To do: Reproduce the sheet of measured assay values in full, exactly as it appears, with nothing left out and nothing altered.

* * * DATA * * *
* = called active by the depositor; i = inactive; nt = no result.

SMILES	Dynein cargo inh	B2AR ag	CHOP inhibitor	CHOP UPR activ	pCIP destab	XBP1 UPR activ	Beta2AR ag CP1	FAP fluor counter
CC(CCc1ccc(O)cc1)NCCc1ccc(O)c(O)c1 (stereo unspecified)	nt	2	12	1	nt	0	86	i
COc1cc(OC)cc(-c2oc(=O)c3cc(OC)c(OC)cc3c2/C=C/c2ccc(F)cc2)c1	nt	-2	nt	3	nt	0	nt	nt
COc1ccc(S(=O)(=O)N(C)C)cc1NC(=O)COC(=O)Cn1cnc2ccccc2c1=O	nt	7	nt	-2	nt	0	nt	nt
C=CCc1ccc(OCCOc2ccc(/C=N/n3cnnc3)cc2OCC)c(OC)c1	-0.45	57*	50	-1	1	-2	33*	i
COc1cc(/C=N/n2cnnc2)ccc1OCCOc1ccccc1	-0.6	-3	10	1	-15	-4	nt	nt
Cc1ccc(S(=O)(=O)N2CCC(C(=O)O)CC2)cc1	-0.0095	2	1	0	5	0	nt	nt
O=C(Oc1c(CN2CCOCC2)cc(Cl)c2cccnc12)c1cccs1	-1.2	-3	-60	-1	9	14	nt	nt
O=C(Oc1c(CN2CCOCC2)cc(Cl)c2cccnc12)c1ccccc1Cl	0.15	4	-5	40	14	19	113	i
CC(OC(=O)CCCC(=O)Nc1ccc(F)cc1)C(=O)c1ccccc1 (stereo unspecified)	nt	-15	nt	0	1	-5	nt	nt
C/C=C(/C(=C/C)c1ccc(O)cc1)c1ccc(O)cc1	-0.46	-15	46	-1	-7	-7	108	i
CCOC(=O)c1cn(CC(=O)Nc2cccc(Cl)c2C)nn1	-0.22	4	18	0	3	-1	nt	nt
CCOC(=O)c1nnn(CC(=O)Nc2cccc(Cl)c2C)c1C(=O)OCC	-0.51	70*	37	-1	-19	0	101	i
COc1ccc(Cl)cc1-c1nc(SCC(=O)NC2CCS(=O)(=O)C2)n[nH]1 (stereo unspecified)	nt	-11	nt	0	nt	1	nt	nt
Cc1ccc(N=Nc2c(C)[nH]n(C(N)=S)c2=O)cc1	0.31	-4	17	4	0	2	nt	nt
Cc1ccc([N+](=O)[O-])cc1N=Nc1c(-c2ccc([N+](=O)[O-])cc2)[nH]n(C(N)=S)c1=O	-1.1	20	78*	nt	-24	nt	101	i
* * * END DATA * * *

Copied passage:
* = called active by the depositor; i = inactive; nt = no result.

SMILES	Dynein cargo inh	B2AR ag	CHOP inhibitor	CHOP UPR activ	pCIP destab	XBP1 UPR activ	Beta2AR ag CP1	FAP fluor counter
CC(CCc1ccc(O)cc1)NCCc1ccc(O)c(O)c1 (stereo unspecified)	nt	2	12	1	nt	0	86	i
COc1cc(OC)cc(-c2oc(=O)c3cc(OC)c(OC)cc3c2/C=C/c2ccc(F)cc2)c1	nt	-2	nt	3	nt	0	nt	nt
COc1ccc(S(=O)(=O)N(C)C)cc1NC(=O)COC(=O)Cn1cnc2ccccc2c1=O	nt	7	nt	-2	nt	0	nt	nt
C=CCc1ccc(OCCOc2ccc(/C=N/n3cnnc3)cc2OCC)c(OC)c1	-0.45	57*	50	-1	1	-2	33*	i
COc1cc(/C=N/n2cnnc2)ccc1OCCOc1ccccc1	-0.6	-3	10	1	-15	-4	nt	nt
Cc1ccc(S(=O)(=O)N2CCC(C(=O)O)CC2)cc1	-0.0095	2	1	0	5	0	nt	nt
O=C(Oc1c(CN2CCOCC2)cc(Cl)c2cccnc12)c1cccs1	-1.2	-3	-60	-1	9	14	nt	nt
O=C(Oc1c(CN2CCOCC2)cc(Cl)c2cccnc12)c1ccccc1Cl	0.15	4	-5	40	14	19	113	i
CC(OC(=O)CCCC(=O)Nc1ccc(F)cc1)C(=O)c1ccccc1 (stereo unspecified)	nt	-15	nt	0	1	-5	nt	nt
C/C=C(/C(=C/C)c1ccc(O)cc1)c1ccc(O)cc1	-0.46	-15	46	-1	-7	-7	108	i
CCOC(=O)c1cn(CC(=O)Nc2cccc(Cl)c2C)nn1	-0.22	4	18	0	3	-1	nt	nt
CCOC(=O)c1nnn(CC(=O)Nc2cccc(Cl)c2C)c1C(=O)OCC	-0.51	70*	37	-1	-19	0	101	i
COc1ccc(Cl)cc1-c1nc(SCC(=O)NC2CCS(=O)(=O)C2)n[nH]1 (stereo unspecified)	nt	-11	nt	0	nt	1	nt	nt
Cc1ccc(N=Nc2c(C)[nH]n(C(N)=S)c2=O)cc1	0.31	-4	17	4	0	2	nt	nt
Cc1ccc([N+](=O)[O-])cc1N=Nc1c(-c2ccc([N+](=O)[O-])cc2)[nH]n(C(N)=S)c1=O	-1.1	20	78*	nt	-24	nt	101	i